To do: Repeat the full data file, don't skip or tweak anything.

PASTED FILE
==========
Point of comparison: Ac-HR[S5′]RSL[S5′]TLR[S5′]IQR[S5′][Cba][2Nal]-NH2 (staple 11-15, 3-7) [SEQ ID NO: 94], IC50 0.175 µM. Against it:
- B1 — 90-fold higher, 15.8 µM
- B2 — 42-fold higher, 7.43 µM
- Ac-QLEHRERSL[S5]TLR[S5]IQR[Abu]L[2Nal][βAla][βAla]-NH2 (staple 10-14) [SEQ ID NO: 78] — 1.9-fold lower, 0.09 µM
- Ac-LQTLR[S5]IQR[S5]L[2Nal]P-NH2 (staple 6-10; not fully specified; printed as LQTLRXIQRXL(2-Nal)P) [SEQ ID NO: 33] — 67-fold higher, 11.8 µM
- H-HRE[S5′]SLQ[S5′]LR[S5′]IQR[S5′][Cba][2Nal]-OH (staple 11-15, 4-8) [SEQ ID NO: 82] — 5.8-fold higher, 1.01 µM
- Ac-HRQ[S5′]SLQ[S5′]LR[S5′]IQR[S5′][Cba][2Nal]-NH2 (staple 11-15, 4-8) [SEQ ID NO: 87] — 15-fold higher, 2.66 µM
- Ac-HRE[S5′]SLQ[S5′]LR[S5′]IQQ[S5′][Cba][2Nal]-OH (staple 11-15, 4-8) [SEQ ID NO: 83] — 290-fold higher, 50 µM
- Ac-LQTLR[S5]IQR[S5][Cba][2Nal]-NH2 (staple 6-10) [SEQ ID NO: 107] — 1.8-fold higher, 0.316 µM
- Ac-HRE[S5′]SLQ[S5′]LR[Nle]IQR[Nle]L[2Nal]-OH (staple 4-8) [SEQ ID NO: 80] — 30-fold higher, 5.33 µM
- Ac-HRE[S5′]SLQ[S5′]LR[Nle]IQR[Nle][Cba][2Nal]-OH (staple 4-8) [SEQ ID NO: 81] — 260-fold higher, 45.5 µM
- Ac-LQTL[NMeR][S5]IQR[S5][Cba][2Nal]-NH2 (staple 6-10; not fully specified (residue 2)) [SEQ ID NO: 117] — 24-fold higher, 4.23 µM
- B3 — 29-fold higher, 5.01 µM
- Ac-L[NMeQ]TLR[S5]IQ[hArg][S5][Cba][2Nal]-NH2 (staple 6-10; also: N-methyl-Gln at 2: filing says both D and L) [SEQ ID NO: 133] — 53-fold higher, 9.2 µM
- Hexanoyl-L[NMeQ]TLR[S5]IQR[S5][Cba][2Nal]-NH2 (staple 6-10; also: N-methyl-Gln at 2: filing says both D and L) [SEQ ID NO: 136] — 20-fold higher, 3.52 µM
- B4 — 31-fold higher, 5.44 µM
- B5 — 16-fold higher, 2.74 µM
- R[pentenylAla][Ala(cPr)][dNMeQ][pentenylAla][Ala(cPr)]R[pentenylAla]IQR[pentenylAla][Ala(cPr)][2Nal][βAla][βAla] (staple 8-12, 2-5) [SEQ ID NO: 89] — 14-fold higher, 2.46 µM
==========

Point of comparison: Ac-HR[S5′]RSL[S5′]TLR[S5′]IQR[S5′][Cba][2Nal]-NH2 (staple 11-15, 3-7) [SEQ ID NO: 94], IC50 0.175 µM. Against it:
- B1 — 90-fold higher, 15.8 µM
- B2 — 42-fold higher, 7.43 µM
- Ac-QLEHRERSL[S5]TLR[S5]IQR[Abu]L[2Nal][βAla][βAla]-NH2 (staple 10-14) [SEQ ID NO: 78] — 1.9-fold lower, 0.09 µM
- Ac-LQTLR[S5]IQR[S5]L[2Nal]P-NH2 (staple 6-10; not fully specified; printed as LQTLRXIQRXL(2-Nal)P) [SEQ ID NO: 33] — 67-fold higher, 11.8 µM
- H-HRE[S5′]SLQ[S5′]LR[S5′]IQR[S5′][Cba][2Nal]-OH (staple 11-15, 4-8) [SEQ ID NO: 82] — 5.8-fold higher, 1.01 µM
- Ac-HRQ[S5′]SLQ[S5′]LR[S5′]IQR[S5′][Cba][2Nal]-NH2 (staple 11-15, 4-8) [SEQ ID NO: 87] — 15-fold higher, 2.66 µM
- Ac-HRE[S5′]SLQ[S5′]LR[S5′]IQQ[S5′][Cba][2Nal]-OH (staple 11-15, 4-8) [SEQ ID NO: 83] — 290-fold higher, 50 µM
- Ac-LQTLR[S5]IQR[S5][Cba][2Nal]-NH2 (staple 6-10) [SEQ ID NO: 107] — 1.8-fold higher, 0.316 µM
- Ac-HRE[S5′]SLQ[S5′]LR[Nle]IQR[Nle]L[2Nal]-OH (staple 4-8) [SEQ ID NO: 80] — 30-fold higher, 5.33 µM
- Ac-HRE[S5′]SLQ[S5′]LR[Nle]IQR[Nle][Cba][2Nal]-OH (staple 4-8) [SEQ ID NO: 81] — 260-fold higher, 45.5 µM
- Ac-LQTL[NMeR][S5]IQR[S5][Cba][2Nal]-NH2 (staple 6-10; not fully specified (residue 2)) [SEQ ID NO: 117] — 24-fold higher, 4.23 µM
- B3 — 29-fold higher, 5.01 µM
- Ac-L[NMeQ]TLR[S5]IQ[hArg][S5][Cba][2Nal]-NH2 (staple 6-10; also: N-methyl-Gln at 2: filing says both D and L) [SEQ ID NO: 133] — 53-fold higher, 9.2 µM
- Hexanoyl-L[NMeQ]TLR[S5]IQR[S5][Cba][2Nal]-NH2 (staple 6-10; also: N-methyl-Gln at 2: filing says both D and L) [SEQ ID NO: 136] — 20-fold higher, 3.52 µM
- B4 — 31-fold higher, 5.44 µM
- B5 — 16-fold higher, 2.74 µM
- R[pentenylAla][Ala(cPr)][dNMeQ][pentenylAla][Ala(cPr)]R[pentenylAla]IQR[pentenylAla][Ala(cPr)][2Nal][βAla][βAla] (staple 8-12, 2-5) [SEQ ID NO: 89] — 14-fold higher, 2.46 µM